As a convinced Catholic who loves the Church, I can only echo Hedding's question: Why is it so hard for many Catholics to embrace humility and repent, when countless Evangelicals who bear not even a fraction of the historical burden of guilt that we Catholics carry towards the Jewish people do this willingly and gladly?
The absence of identificational repentance was perhaps the reason why Benedict's prayer at the Wailing Wall the following day also failed to make an impression. Unlike John Paul's prayer nine years ago, which specifically touched upon the Christian responsibility towards the persecution of the Jewish people and attendant need for repentance, Benedict's prayer was general and universalistic, asking the Lord to "send your peace upon this Holy Land, upon the Middle East, upon the entire human family; stir the hearts of all who call upon your name, to walk humbly in the path of justice and compassion." Again, nothing wrong with these gentle words. A touching prayer, but one that didn't address the deep wounds of the past.
Benedict then went on to Visit the Grand Rabbinate of Israel, where he declared to the chief rabbis his desire for reconciliation between Jews and Christians:
Today I have the opportunity to repeat that the Catholic Church is irrevocably committed to the path chosen at the Second Vatican Council for a genuine and lasting reconciliation between Christians and Jews. As the Declaration Nostra Aetate makes clear, the Church continues to value the spiritual patrimony common to Christians and Jews and desires an ever deeper mutual understanding and respect through biblical and theological studies as well as fraternal dialogues.
How unfortunate that the words most needed to further this noble goal of reconciliation were never said.
If the many Catholic reactions to the Israeli disappointment were an embarrassement, the one person who displayed the most humble response to the critics was Benedict himself. Just before his departure for Rome, at the Ben Gurion airport, the Holy Father showed that he had listened to his critics with attention and respect. Addressing President Shimon Peres, Benedict quoted St. Paul to emphasize again the common roots of Israel and the Church, before returning once again to the subject of the Holocaust in very clear terms - though identificational repentance was still absent:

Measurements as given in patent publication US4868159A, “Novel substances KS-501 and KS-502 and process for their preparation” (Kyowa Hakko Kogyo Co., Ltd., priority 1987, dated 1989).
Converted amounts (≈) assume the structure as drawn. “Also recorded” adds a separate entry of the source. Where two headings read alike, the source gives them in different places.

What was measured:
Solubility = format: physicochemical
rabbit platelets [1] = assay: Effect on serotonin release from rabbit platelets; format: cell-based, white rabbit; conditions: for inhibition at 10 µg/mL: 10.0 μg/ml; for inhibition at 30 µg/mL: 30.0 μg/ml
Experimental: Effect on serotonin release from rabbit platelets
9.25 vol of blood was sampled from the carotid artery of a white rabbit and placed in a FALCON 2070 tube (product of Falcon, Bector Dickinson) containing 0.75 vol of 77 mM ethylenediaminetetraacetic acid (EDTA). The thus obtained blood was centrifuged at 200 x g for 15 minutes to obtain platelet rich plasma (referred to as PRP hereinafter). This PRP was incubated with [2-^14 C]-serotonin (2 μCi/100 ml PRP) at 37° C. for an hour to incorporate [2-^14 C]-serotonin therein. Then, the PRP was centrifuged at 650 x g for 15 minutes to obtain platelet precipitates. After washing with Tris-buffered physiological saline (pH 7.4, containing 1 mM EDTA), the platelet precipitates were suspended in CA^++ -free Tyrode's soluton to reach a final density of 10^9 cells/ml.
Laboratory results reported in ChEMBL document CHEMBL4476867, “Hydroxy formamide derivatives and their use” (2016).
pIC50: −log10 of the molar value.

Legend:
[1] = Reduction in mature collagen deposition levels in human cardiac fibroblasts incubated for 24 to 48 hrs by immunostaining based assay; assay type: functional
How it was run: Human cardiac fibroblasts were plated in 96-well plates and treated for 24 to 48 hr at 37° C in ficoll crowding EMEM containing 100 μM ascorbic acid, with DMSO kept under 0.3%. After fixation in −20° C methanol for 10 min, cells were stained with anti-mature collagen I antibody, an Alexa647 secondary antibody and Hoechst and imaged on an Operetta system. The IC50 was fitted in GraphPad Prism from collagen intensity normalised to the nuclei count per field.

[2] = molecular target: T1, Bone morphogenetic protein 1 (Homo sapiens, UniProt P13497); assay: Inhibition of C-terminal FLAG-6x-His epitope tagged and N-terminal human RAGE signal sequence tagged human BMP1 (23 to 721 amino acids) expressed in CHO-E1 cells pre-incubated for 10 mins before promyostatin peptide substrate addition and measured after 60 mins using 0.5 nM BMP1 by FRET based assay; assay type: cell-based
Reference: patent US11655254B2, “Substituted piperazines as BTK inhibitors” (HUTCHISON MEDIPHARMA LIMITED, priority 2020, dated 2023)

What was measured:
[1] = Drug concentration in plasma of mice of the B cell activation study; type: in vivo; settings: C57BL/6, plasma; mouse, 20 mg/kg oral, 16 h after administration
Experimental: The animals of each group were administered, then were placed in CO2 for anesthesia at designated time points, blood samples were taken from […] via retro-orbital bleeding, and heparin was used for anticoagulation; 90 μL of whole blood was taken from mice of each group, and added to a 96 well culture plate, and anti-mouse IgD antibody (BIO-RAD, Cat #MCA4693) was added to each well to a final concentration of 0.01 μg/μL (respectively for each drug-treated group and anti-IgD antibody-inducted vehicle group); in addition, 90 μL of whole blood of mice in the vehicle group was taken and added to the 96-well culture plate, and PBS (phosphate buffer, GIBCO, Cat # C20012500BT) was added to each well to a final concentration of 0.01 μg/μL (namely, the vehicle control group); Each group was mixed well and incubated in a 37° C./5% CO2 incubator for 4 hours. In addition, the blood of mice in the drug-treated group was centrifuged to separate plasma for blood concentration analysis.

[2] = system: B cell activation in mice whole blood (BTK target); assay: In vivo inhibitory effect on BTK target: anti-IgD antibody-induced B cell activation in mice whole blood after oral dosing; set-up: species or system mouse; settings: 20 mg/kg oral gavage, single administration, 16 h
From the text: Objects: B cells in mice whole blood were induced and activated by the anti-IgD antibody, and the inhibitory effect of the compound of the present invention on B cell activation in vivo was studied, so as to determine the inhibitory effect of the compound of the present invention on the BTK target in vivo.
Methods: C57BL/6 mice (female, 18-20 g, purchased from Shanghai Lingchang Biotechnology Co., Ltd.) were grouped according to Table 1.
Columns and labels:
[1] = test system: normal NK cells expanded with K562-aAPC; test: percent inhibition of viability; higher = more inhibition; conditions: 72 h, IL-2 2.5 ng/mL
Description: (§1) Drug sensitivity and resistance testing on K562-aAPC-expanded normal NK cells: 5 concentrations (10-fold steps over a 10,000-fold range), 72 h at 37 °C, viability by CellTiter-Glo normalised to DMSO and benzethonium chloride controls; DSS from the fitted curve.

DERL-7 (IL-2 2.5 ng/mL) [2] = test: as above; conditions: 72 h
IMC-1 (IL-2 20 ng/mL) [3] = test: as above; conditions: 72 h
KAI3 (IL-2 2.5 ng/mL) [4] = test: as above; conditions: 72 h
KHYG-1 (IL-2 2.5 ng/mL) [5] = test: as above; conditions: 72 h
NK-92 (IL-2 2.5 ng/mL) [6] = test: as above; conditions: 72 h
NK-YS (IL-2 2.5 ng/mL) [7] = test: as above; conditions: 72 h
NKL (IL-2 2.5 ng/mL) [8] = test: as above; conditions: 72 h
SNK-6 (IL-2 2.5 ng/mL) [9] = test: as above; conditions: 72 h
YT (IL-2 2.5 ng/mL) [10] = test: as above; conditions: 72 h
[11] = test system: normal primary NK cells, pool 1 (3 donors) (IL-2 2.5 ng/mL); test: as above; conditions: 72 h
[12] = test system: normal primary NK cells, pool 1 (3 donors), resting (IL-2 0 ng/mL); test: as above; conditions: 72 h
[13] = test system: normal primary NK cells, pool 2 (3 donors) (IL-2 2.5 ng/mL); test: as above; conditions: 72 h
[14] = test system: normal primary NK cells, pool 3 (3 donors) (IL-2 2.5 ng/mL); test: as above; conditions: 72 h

Mr. President, you and I planted an olive tree at your residence on the day that I arrived in Israel. The olive tree, as you know, is an image used by Saint Paul to describe the very close relations between Christians and Jews. Paul describes in his Letter to the Romans how the Church of the Gentiles is like a wild olive shoot, grafted onto the cultivated olive tree which is the People of the Covenant (cf. 11:17-24). We are nourished from the same spiritual roots. We meet as brothers, brothers who at times in our history have had a tense relationship, but now are firmly committed to building bridges of lasting friendship.
The ceremony at the Presidential Palace was followed by one of the most solemn moments of my stay in Israel -- my visit to the Holocaust Memorial at Yad Vashem to pay my respects to the victims of the Shoah. There I also met some of the survivors. Those deeply moving encounters brought back memories of my visit three years ago to the death camp at Auschwitz, where so many Jews -- mothers, fathers, husbands, wives, sons and daughters, brothers, sisters, friends -- were brutally exterminated under a godless regime that propagated an ideology of anti-Semitism and hatred. That appalling chapter of history must never be forgotten or denied. On the contrary, those dark memories should strengthen our determination to draw closer to one another as branches of the same olive tree, nourished from the same roots and united in brotherly love.
The Balance Sheet